SwiftPayMD Blog

Widespread HIE use has promise to reduce redundant medical services

HIE use in physician offices may reduce the frequency of duplicate theraputic procedures.
By: SwiftPayMD (Iconic Data Inc.)

A new study by Saeede Eftekhari et al titled ‘Do Health Information Exchanges (HIE) Deter Repetition of Medical Services?’ published in SSRN [1] found that health information exchange reduced the frequency of therapeutic medical procedures in physician offices. The authors distinguish therapeutic procedures from diagnostic procedures, the latter of which the authors did not find to be impacted by HIE use.

Could HIE have a hard, reproducible ROI after all.

Image Credit: Twitter, brookings.edu

The paper’s authors estimated $63 million in annual savings could potentially be realized, by Medicare alone, if HIE were to be used for every therapeutic procedure performed at a physician's office. Long story short, this could mean that there is a potential return on investment in HIE infrastructure.

HIE has been problematic for a number of reasons, including a deeply embedded historical culture of healthcare provider organizations not sharing data with each other. There are also difficulties with financing HIE, namely determining who is going to or who should pay - patients, doctors, payors, health systems, taxpayers?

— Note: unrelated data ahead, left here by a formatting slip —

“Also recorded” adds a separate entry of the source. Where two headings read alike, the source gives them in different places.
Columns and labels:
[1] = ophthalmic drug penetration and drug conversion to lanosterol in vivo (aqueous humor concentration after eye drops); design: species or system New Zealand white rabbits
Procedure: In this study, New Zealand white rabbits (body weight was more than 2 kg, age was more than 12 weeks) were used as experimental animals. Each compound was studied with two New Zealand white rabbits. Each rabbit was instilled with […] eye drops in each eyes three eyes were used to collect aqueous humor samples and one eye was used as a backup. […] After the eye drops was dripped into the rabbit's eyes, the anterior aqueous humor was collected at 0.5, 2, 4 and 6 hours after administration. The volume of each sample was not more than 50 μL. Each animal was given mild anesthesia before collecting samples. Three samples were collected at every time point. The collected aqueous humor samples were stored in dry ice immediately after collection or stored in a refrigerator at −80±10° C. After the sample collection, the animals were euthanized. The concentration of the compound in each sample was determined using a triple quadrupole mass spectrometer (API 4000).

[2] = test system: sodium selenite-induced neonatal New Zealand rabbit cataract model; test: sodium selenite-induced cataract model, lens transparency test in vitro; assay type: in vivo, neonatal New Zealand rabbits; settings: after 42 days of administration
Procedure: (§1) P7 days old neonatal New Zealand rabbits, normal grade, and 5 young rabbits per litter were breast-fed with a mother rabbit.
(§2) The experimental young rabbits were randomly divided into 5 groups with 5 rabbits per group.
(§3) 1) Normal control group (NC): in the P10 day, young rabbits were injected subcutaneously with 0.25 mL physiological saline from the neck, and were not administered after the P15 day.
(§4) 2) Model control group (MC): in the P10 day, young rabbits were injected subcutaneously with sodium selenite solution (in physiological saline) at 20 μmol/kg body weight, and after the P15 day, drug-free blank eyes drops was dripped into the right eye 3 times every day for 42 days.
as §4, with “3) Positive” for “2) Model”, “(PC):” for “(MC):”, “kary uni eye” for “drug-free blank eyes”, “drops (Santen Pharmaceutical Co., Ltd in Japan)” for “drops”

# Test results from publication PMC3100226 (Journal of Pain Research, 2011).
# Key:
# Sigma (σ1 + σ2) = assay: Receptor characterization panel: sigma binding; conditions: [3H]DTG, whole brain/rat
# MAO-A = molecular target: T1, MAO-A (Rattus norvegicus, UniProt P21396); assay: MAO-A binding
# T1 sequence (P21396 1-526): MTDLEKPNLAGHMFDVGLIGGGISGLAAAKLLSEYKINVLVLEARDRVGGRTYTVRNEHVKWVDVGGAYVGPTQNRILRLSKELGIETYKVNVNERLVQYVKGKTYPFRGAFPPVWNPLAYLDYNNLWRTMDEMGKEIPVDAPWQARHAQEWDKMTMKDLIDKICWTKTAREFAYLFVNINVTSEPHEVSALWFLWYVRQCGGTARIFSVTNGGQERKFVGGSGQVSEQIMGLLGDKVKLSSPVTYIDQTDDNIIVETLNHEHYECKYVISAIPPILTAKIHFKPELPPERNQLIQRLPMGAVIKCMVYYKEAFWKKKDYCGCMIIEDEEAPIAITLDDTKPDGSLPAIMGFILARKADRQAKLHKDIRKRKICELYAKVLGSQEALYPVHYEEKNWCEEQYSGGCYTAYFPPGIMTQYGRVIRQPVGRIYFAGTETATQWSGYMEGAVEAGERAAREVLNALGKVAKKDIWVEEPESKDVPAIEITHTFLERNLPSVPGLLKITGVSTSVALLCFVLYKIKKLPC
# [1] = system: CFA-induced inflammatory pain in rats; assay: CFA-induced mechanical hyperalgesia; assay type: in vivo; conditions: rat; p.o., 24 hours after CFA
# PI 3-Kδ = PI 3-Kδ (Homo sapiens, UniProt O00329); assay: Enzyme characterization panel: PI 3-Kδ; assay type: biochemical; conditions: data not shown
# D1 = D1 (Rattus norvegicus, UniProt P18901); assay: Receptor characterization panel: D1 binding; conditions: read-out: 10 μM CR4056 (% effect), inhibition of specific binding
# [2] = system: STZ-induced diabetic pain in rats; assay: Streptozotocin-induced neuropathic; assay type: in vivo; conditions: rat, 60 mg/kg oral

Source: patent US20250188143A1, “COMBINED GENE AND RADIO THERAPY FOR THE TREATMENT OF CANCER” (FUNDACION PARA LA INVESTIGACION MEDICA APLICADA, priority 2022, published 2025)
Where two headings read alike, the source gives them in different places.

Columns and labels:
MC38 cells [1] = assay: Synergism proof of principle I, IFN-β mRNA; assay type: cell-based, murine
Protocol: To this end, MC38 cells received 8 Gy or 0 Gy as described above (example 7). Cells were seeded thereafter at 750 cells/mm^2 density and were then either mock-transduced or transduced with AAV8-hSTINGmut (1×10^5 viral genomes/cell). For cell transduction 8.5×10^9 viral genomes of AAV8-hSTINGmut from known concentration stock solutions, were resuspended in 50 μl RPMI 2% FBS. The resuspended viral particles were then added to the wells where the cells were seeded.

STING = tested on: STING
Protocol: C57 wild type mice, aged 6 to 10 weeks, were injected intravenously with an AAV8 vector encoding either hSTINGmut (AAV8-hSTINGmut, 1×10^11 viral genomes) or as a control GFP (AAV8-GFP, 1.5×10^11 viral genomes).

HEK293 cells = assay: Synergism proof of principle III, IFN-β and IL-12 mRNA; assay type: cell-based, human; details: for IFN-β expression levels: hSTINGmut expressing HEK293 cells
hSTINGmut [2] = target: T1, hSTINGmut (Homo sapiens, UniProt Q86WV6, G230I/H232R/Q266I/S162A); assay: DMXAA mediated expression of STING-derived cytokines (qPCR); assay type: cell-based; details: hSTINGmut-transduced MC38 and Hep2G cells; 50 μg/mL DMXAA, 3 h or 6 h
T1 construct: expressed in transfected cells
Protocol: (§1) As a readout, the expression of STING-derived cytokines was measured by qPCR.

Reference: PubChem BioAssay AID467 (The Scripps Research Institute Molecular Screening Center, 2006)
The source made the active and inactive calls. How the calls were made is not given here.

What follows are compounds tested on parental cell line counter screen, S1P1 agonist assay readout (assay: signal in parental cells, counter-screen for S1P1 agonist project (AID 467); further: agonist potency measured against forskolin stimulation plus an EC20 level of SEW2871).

Given the setting focused on in this study was physician offices, tapping into this value that HIE may unlock would require investing not only in HIE infrastructure between hospitals, but also physician offices. But again the question is who would pay for this?

It will be interesting to see if other studies in the future are able to corroborate the findings in the Eftekhari et al study. If the observed findings are indeed reproducible, perhaps Medicare should fund HIE given it could mean an annual saving of $63 million of taxpayer dollars. So what next? Perhaps the authors will pursue a well designed prospective study looking at this issue; there’s no doubt...it would be a very meaningful addition to the literature.


"Source: Do Health Information Exchanges Deter Repetition of Medical Services? as access on 06/13/2017 at http://bit.ly/2rUYfJB (ssrn.com)


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